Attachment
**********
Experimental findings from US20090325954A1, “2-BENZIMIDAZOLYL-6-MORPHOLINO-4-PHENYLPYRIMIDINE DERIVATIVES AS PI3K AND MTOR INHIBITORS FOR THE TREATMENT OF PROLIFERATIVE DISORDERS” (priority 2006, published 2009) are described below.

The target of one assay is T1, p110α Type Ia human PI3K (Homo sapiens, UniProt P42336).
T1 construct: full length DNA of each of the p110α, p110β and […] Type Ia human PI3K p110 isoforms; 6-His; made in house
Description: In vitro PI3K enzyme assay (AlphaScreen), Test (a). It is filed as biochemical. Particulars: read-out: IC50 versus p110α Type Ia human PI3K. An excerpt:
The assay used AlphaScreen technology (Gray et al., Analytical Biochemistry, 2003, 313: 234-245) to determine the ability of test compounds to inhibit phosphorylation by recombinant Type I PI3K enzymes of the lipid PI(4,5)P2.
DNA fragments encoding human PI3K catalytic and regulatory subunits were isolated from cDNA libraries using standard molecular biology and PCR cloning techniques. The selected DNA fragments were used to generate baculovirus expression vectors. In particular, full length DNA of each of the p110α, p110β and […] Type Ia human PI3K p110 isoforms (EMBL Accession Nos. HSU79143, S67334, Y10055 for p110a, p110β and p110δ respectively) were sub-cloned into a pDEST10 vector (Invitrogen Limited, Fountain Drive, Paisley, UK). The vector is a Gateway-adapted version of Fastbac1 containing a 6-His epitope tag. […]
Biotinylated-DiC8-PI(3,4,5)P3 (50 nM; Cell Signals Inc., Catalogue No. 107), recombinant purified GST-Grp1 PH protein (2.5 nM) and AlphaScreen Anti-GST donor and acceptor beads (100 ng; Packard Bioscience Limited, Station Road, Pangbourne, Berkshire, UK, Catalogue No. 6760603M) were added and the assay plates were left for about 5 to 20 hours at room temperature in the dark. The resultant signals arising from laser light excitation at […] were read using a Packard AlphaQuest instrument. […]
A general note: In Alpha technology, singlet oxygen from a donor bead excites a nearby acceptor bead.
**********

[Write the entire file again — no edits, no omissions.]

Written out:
Experimental findings from US20090325954A1, “2-BENZIMIDAZOLYL-6-MORPHOLINO-4-PHENYLPYRIMIDINE DERIVATIVES AS PI3K AND MTOR INHIBITORS FOR THE TREATMENT OF PROLIFERATIVE DISORDERS” (priority 2006, published 2009) are described below.

The target of one assay is T1, p110α Type Ia human PI3K (Homo sapiens, UniProt P42336).
T1 construct: full length DNA of each of the p110α, p110β and […] Type Ia human PI3K p110 isoforms; 6-His; made in house
Description: In vitro PI3K enzyme assay (AlphaScreen), Test (a). It is filed as biochemical. Particulars: read-out: IC50 versus p110α Type Ia human PI3K. An excerpt:
The assay used AlphaScreen technology (Gray et al., Analytical Biochemistry, 2003, 313: 234-245) to determine the ability of test compounds to inhibit phosphorylation by recombinant Type I PI3K enzymes of the lipid PI(4,5)P2.
DNA fragments encoding human PI3K catalytic and regulatory subunits were isolated from cDNA libraries using standard molecular biology and PCR cloning techniques. The selected DNA fragments were used to generate baculovirus expression vectors. In particular, full length DNA of each of the p110α, p110β and […] Type Ia human PI3K p110 isoforms (EMBL Accession Nos. HSU79143, S67334, Y10055 for p110a, p110β and p110δ respectively) were sub-cloned into a pDEST10 vector (Invitrogen Limited, Fountain Drive, Paisley, UK). The vector is a Gateway-adapted version of Fastbac1 containing a 6-His epitope tag. […]
Biotinylated-DiC8-PI(3,4,5)P3 (50 nM; Cell Signals Inc., Catalogue No. 107), recombinant purified GST-Grp1 PH protein (2.5 nM) and AlphaScreen Anti-GST donor and acceptor beads (100 ng; Packard Bioscience Limited, Station Road, Pangbourne, Berkshire, UK, Catalogue No. 6760603M) were added and the assay plates were left for about 5 to 20 hours at room temperature in the dark. The resultant signals arising from laser light excitation at […] were read using a Packard AlphaQuest instrument. […]
A general note: In Alpha technology, singlet oxygen from a donor bead excites a nearby acceptor bead.